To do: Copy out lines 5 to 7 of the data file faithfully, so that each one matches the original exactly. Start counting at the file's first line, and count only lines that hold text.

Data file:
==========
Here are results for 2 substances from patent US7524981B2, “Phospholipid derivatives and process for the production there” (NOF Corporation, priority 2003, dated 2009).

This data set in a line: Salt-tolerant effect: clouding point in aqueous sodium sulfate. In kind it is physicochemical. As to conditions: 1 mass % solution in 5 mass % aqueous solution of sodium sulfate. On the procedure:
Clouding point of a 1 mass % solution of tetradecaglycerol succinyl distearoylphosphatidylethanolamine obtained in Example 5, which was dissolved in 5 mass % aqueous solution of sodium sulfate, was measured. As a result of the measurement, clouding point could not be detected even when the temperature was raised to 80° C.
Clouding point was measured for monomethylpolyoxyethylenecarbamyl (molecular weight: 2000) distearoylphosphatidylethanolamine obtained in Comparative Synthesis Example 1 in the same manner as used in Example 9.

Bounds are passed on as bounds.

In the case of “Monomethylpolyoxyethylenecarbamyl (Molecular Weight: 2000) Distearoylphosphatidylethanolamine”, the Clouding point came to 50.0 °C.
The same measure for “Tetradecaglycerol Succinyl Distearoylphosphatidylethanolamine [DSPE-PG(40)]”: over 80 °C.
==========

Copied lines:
Bounds are passed on as bounds.

In the case of “Monomethylpolyoxyethylenecarbamyl (Molecular Weight: 2000) Distearoylphosphatidylethanolamine”, the Clouding point came to 50.0 °C.
The same measure for “Tetradecaglycerol Succinyl Distearoylphosphatidylethanolamine [DSPE-PG(40)]”: over 80 °C.